Cancelled: "Misogynoir in Mining and Medicine," Moya Bailey (Northeastern University)

Thursday, April 2, 2020 - 5:00pm to 6:30pm

Abstract:

In an October 2018 article in The Guardian, Harvard lecturer Siddharth Kara describes the back-breaking work of searching for cobalt by 15-year-old Elodie, who is exposed to toxic dust in the process. Elodie sells her cobalt to Chinese distributors who export and refine the mineral in China then sell it to tech companies to power our digital devices such as smartphones, laptops, and tablets. These devices are then used to power important online activism, including disability justice work. As Elodie and 35,000 other Congolese children negotiate dangerous working conditions that impair their health, Western consumers enjoy the fruits of their debilitating labor to fight for their own rights in the ableist infrastructure of the West. What might be possible if the supply chain was no longer imagined as linear but circular? How might a new set of relations between consumers and laborers create the kind of advocacy that would force corporate entities to change their policies if they have to be accountable to both groups? I argue that closing the supply chain into a loop is essential as it effectively links Environmental, Labor, Racial, Gender, and Disability Justice movements to each other in a way that ripples beyond any one movement. Using a Black Feminist Disability Framework this project examines the debilitating impact of mineral harvesting on the Black Congolese youth who do this work, and the digital disability activism their labor enables in the West.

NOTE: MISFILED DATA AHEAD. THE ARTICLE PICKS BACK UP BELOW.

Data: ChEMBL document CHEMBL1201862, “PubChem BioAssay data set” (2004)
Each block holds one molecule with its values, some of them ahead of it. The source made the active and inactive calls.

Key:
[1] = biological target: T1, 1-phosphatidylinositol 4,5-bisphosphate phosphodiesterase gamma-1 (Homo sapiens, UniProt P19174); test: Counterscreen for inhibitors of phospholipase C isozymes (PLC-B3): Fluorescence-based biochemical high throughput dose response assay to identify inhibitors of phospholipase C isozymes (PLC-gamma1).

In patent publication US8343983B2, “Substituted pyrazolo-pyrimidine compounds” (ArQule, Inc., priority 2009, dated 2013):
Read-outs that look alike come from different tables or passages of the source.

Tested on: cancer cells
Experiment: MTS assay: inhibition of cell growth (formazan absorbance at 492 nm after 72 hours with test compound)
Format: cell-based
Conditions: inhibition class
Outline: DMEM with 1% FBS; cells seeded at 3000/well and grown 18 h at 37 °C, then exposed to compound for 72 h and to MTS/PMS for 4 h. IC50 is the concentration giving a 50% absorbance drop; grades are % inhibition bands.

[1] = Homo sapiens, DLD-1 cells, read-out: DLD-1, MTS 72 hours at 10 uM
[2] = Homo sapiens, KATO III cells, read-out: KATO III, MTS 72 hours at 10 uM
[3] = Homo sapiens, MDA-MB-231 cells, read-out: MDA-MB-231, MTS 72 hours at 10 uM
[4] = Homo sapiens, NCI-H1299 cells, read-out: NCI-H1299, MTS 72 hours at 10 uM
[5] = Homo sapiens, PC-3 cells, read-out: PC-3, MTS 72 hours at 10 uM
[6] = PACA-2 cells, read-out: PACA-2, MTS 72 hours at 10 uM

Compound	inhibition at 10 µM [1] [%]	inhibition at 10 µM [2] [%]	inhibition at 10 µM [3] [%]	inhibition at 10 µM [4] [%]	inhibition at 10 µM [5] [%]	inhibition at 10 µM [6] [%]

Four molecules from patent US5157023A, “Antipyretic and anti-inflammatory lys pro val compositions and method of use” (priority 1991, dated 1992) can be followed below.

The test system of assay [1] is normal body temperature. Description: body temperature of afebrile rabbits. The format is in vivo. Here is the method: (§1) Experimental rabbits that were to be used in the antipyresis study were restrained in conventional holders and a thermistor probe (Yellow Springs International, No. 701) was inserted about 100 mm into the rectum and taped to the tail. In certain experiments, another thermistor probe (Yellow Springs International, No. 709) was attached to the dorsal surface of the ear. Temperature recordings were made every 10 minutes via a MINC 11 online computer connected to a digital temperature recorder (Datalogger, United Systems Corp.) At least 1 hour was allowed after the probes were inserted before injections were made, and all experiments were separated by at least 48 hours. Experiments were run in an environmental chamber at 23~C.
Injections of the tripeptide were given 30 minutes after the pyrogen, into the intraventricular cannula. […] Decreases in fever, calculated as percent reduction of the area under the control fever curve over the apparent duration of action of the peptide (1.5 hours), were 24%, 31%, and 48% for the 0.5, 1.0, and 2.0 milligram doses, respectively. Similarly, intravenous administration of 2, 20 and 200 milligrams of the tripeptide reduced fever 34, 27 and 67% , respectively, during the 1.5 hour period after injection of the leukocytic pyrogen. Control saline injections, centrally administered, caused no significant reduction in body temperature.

Speaker Bio:

Dr. Moya Bailey's work focuses on marginalized groups’ use of digital media to promote social justice as acts of self-affirmation and health promotion. She is interested in how race, gender, and sexuality are represented in media and medicine. She currently curates the #transformDH Tumblr initiative in Digital Humanities. She is also the digital alchemist for the Octavia E. Butler Legacy Network. She is an assistant professor in the Department of Cultures, Societies, and Global Studies and the Program in Women's, Gender, and Sexuality Studies at Northeastern University.

 

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